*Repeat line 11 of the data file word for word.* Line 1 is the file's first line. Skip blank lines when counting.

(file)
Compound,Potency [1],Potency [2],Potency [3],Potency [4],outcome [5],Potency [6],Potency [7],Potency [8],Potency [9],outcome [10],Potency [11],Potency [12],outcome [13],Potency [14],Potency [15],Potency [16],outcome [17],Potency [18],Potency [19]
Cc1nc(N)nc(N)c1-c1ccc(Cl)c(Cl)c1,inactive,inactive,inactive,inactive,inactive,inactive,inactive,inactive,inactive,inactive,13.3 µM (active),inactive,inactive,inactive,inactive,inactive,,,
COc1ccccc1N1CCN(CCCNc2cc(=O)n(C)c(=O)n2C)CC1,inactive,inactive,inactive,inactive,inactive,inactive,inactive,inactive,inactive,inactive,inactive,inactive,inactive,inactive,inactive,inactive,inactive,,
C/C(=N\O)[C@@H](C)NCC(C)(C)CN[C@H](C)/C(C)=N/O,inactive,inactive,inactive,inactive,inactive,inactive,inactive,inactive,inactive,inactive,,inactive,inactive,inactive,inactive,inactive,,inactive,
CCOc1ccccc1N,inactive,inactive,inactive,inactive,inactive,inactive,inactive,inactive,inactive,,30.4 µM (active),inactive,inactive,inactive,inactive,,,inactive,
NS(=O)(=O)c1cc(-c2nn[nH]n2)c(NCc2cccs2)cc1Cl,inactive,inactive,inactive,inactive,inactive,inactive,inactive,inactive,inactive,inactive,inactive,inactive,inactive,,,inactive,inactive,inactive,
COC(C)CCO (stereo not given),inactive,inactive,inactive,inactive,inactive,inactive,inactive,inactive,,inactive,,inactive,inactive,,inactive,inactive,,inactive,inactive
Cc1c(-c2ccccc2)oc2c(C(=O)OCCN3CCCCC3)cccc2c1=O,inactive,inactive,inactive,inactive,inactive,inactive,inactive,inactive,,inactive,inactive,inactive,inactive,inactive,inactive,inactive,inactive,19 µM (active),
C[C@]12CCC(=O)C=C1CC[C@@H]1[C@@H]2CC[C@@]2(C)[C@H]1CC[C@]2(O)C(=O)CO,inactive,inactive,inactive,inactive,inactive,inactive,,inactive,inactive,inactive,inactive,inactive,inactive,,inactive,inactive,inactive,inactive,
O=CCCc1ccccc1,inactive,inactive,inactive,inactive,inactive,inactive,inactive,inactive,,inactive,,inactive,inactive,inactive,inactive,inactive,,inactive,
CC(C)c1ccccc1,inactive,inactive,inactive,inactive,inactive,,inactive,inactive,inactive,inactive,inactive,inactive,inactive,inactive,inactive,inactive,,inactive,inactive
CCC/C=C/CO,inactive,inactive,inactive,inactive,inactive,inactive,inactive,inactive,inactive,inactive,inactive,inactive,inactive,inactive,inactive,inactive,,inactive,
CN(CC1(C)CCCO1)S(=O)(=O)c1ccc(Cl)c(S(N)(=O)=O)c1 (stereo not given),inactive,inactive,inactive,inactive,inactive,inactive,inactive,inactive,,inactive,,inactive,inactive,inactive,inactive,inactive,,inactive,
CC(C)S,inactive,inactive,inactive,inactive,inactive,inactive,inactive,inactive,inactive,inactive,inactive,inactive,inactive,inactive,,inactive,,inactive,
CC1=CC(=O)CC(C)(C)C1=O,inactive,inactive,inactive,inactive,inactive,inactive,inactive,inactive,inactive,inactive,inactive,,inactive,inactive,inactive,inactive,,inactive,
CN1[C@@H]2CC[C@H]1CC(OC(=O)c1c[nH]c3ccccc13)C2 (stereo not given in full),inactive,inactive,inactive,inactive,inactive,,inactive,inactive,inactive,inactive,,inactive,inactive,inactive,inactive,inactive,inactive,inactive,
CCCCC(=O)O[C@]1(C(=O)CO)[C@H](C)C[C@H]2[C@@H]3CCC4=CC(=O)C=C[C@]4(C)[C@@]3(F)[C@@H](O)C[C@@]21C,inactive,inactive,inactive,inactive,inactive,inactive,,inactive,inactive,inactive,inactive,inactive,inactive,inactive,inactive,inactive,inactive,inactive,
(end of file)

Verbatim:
CC(C)c1ccccc1,inactive,inactive,inactive,inactive,inactive,,inactive,inactive,inactive,inactive,inactive,inactive,inactive,inactive,inactive,inactive,,inactive,inactive